Select Eulogies of the Members of the French Academy: With Notes, Volume 1 (Google eBook)

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A. Strahan, 1799
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Page 32 - Here," faid he, with tears in his eyes, ** is the alley where this worthy prelate ** took his walks with us : here is the ar" hour under which he ufed to repofe ** while he read : this is the garden which " he cultivated with his own hands.
Page 11 - The reafon was, that Maffillon knew how to defcend on their account to the only language they would hear, that of a...
Page 21 - ... and beneficence due from the great and powerful of the earth to the little and feeble, whom Nature has created their fellows, Humanity has made their brethren, and Fortune has doomed to wretchednefs.
Page 12 - Christian orator to approach them without effort and unresisted, and to obtain a conquest even without a combat. His action was perfectly suited to his species of eloquence. On entering the pulpit, he appeared thoroughly penetrated with the great truths he was about to utter ; with eyes declined, a modest and collected air, without violent motions, and almost without gestures, but animating the whole with a voice of sensibility, he diffused over his audience the religious emotion which his own exterior...
Page 21 - Being himfelf, placed between oppreflbr kings and opprefled people, to intimidate the one and avenge the other: fuch is the object of the Petit Careme, worthy of being learned by all children deftined to the throne, and meditated by all men entrufted with governing the world.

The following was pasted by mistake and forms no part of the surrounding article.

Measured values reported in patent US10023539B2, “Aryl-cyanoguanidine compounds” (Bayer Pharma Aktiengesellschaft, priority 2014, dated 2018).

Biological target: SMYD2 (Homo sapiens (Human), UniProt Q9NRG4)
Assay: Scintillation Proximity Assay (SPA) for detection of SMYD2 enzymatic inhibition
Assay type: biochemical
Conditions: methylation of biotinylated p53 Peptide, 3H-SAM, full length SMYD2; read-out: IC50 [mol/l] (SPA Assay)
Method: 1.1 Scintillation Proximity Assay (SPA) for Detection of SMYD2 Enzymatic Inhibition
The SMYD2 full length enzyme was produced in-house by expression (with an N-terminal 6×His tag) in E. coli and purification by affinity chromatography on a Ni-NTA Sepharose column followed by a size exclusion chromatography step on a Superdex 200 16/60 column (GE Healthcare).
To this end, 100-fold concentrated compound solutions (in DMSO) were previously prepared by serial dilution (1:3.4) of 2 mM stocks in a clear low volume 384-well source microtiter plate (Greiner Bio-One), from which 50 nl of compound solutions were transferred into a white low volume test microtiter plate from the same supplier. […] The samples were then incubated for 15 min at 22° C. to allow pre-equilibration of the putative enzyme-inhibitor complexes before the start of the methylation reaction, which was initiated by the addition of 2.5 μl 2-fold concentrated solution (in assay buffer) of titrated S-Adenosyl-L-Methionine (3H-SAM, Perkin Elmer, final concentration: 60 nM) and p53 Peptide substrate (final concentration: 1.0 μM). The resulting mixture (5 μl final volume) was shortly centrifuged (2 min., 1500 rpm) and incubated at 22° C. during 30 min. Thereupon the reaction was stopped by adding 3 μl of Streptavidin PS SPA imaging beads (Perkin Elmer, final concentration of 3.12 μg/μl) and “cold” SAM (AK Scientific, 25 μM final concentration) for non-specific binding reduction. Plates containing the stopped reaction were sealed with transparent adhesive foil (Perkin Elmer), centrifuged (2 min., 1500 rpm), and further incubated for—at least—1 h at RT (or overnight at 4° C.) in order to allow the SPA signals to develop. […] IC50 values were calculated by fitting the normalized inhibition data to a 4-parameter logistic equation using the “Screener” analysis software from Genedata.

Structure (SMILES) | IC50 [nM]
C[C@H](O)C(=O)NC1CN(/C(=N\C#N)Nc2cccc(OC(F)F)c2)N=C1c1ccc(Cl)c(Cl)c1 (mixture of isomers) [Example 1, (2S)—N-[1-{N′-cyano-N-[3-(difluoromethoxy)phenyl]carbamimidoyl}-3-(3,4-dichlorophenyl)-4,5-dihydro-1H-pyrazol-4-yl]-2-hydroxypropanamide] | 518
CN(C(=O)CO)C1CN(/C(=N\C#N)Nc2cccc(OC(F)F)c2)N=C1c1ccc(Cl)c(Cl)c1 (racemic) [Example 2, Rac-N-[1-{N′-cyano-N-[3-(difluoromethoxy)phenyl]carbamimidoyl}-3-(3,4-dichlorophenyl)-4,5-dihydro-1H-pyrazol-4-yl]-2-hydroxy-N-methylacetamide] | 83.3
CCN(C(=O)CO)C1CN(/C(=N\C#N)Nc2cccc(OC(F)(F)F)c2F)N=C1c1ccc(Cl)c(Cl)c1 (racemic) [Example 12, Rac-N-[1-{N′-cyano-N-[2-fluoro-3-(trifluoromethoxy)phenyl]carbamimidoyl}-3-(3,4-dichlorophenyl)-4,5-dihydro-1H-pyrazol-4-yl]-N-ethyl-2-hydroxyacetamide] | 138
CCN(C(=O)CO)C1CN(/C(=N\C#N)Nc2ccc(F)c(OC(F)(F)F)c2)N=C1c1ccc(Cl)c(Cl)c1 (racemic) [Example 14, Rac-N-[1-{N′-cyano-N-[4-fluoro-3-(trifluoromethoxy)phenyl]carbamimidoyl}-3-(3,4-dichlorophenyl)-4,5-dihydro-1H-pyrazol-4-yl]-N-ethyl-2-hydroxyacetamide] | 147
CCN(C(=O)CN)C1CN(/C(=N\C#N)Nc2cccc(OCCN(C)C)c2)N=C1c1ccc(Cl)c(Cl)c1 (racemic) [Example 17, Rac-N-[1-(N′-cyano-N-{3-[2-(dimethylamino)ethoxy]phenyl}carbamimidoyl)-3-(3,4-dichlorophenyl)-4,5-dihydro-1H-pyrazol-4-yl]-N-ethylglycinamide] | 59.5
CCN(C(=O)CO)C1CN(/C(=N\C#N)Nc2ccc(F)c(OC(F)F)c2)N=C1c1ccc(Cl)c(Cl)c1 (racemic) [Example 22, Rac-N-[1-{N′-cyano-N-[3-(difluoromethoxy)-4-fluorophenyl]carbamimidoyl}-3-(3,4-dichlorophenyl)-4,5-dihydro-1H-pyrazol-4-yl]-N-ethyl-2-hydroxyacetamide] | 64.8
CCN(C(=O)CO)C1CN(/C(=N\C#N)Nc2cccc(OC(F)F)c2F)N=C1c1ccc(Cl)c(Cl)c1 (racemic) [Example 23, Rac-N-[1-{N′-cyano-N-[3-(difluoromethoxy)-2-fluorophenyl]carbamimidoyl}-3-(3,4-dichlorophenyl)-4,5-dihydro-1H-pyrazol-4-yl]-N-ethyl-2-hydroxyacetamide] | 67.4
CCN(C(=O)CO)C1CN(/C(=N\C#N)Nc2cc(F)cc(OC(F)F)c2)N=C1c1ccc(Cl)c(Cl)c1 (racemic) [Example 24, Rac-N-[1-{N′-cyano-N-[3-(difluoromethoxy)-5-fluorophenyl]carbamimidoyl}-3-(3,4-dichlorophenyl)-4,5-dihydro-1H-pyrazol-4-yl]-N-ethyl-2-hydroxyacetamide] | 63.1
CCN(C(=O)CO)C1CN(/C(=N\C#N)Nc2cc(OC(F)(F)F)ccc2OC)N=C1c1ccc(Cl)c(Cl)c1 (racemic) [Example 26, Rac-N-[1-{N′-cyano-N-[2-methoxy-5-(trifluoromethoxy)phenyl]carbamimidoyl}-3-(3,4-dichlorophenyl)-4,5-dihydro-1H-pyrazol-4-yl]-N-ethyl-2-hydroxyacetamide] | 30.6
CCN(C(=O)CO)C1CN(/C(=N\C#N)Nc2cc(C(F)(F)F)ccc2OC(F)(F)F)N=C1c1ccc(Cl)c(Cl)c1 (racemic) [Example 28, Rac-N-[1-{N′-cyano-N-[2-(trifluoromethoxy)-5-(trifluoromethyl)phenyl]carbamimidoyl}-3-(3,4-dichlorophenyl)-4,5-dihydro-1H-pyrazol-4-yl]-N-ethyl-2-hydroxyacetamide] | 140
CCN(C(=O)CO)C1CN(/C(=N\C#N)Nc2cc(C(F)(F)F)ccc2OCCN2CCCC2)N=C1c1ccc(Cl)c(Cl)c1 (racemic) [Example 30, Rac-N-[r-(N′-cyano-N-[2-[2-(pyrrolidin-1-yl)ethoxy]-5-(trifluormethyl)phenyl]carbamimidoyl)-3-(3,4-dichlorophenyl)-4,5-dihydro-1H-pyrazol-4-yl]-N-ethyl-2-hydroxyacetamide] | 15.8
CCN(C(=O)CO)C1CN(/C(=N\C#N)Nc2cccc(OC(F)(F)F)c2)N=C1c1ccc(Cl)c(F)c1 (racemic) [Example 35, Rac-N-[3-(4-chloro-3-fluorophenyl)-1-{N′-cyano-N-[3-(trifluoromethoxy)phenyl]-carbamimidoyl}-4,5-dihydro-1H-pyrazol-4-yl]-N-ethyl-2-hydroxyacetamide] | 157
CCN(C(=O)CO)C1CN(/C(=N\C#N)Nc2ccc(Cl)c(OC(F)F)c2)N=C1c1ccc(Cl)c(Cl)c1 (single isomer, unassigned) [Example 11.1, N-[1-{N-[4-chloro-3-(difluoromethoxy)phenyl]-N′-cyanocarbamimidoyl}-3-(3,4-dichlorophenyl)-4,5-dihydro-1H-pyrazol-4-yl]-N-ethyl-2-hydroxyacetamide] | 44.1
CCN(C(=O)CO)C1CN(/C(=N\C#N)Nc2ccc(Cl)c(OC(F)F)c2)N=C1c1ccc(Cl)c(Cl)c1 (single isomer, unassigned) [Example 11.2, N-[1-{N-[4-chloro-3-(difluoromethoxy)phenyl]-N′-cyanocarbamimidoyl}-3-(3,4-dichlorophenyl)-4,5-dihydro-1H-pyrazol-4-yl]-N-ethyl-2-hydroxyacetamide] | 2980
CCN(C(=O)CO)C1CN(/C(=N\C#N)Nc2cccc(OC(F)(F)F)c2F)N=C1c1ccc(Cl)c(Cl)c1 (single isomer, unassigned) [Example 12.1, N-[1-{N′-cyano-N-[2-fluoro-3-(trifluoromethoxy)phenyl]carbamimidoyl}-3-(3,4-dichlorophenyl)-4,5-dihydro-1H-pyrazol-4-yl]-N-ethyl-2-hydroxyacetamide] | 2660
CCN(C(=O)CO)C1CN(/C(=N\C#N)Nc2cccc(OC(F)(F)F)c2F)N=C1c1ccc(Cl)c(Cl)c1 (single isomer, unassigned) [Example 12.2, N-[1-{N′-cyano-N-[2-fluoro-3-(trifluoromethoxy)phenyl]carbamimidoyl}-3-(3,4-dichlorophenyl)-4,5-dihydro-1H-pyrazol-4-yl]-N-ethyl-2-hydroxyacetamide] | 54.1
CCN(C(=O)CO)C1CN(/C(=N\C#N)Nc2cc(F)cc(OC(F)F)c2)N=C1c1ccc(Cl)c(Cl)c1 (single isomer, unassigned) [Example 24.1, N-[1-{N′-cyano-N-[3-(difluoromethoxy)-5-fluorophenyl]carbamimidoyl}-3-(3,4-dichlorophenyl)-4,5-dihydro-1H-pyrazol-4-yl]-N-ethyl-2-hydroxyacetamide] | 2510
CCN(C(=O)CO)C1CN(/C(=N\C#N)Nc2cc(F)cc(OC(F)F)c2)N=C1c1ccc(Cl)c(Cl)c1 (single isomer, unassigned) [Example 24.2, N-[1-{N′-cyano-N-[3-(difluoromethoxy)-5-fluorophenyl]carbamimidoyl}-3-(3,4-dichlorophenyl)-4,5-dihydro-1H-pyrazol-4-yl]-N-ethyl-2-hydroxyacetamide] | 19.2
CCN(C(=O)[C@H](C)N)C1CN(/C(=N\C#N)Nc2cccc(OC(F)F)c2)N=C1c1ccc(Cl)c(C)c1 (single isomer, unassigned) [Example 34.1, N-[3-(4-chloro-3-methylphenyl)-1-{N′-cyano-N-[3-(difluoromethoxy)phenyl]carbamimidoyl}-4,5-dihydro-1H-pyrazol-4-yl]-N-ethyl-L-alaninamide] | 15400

Page 15 - Chriftian morality in the manfions of vice with an aufterity capable of rendering it odious, and of expofing religion to the refentment of haughty and offended power. Our orator was always firm, but always refpectful, while he announced to his fovereign the will of the Judge of kings.
Page 13 - Baron to attend on one of his discourses : on leaving the church, he said to a friend who accompanied him, " This man is an orator, and we are only players." The court soon wished to hear him, or rather to judge him. Without pride, as without fear, he appeared on this great and formidable theatre. He opened with distinguished lustre ; and the exordium of his first discourse is one of the master strokes of modern eloquence. Louis XIV. was then at the summit of power and glory, admired by all Europe,...
Page 12 - ... species of eloquence. On entering the pulpit, he appeared thoroughly penetrated with the great truths he was about to utter ; with eyes declined, a modest and collected air, without violent motions, and almost without gestures, but animating the whole with a voice of sensibility, he diffused over his audience the religious emotion which his own exterior proclaimed, and caused himself to be listened to with that profound silence by which eloquence is better praised than by the loudest applauses.
Page 13 - Bleflfed are they that mourn ;" and from this he. had the art to draw an eulogy the more novel and flattering, as it feemed dictated by the gofpel itfelf, and fuch as a apoftle might have made.
Page 29 - ... it was not till after his death that they became acquainted with the benefa&or to whom they were fo greatly indebted.

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